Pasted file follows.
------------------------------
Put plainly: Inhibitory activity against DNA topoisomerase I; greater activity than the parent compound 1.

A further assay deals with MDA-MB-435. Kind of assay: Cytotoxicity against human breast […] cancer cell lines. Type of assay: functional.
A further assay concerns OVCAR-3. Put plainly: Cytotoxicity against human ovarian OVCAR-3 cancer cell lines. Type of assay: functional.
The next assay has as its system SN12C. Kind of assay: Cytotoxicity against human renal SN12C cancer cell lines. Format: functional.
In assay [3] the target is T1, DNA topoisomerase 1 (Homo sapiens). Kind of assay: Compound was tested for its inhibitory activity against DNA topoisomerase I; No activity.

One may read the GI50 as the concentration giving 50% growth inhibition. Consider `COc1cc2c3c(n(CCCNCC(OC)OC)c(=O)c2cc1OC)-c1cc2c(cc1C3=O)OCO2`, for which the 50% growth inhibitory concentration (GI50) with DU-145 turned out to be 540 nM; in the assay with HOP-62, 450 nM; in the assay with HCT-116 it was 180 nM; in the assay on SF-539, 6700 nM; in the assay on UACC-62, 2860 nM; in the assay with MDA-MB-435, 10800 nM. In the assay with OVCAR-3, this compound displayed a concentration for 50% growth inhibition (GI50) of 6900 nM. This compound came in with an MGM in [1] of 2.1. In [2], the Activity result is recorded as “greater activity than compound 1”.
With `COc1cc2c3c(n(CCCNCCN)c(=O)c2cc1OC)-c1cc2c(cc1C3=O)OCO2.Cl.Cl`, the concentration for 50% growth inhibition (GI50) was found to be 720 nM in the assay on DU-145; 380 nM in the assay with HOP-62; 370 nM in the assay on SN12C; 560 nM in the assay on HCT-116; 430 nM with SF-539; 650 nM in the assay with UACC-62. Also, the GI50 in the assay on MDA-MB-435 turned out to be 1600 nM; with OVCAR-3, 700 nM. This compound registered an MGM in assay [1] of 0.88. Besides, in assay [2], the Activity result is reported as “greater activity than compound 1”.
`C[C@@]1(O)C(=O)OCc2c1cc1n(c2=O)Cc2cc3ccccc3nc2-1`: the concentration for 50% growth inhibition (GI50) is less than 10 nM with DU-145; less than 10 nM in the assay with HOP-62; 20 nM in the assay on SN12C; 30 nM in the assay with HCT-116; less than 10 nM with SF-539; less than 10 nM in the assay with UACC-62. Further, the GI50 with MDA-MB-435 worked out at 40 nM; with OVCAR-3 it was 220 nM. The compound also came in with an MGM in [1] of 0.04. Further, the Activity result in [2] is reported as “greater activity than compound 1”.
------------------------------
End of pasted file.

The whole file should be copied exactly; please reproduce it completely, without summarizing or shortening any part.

Put plainly: Inhibitory activity against DNA topoisomerase I; greater activity than the parent compound 1.

A further assay deals with MDA-MB-435. Kind of assay: Cytotoxicity against human breast […] cancer cell lines. Type of assay: functional.
A further assay concerns OVCAR-3. Put plainly: Cytotoxicity against human ovarian OVCAR-3 cancer cell lines. Type of assay: functional.
The next assay has as its system SN12C. Kind of assay: Cytotoxicity against human renal SN12C cancer cell lines. Format: functional.
In assay [3] the target is T1, DNA topoisomerase 1 (Homo sapiens). Kind of assay: Compound was tested for its inhibitory activity against DNA topoisomerase I; No activity.

One may read the GI50 as the concentration giving 50% growth inhibition. Consider `COc1cc2c3c(n(CCCNCC(OC)OC)c(=O)c2cc1OC)-c1cc2c(cc1C3=O)OCO2`, for which the 50% growth inhibitory concentration (GI50) with DU-145 turned out to be 540 nM; in the assay with HOP-62, 450 nM; in the assay with HCT-116 it was 180 nM; in the assay on SF-539, 6700 nM; in the assay on UACC-62, 2860 nM; in the assay with MDA-MB-435, 10800 nM. In the assay with OVCAR-3, this compound displayed a concentration for 50% growth inhibition (GI50) of 6900 nM. This compound came in with an MGM in [1] of 2.1. In [2], the Activity result is recorded as “greater activity than compound 1”.
With `COc1cc2c3c(n(CCCNCCN)c(=O)c2cc1OC)-c1cc2c(cc1C3=O)OCO2.Cl.Cl`, the concentration for 50% growth inhibition (GI50) was found to be 720 nM in the assay on DU-145; 380 nM in the assay with HOP-62; 370 nM in the assay on SN12C; 560 nM in the assay on HCT-116; 430 nM with SF-539; 650 nM in the assay with UACC-62. Also, the GI50 in the assay on MDA-MB-435 turned out to be 1600 nM; with OVCAR-3, 700 nM. This compound registered an MGM in assay [1] of 0.88. Besides, in assay [2], the Activity result is reported as “greater activity than compound 1”.
`C[C@@]1(O)C(=O)OCc2c1cc1n(c2=O)Cc2cc3ccccc3nc2-1`: the concentration for 50% growth inhibition (GI50) is less than 10 nM with DU-145; less than 10 nM in the assay with HOP-62; 20 nM in the assay on SN12C; 30 nM in the assay with HCT-116; less than 10 nM with SF-539; less than 10 nM in the assay with UACC-62. Further, the GI50 with MDA-MB-435 worked out at 40 nM; with OVCAR-3 it was 220 nM. The compound also came in with an MGM in [1] of 0.04. Further, the Activity result in [2] is reported as “greater activity than compound 1”.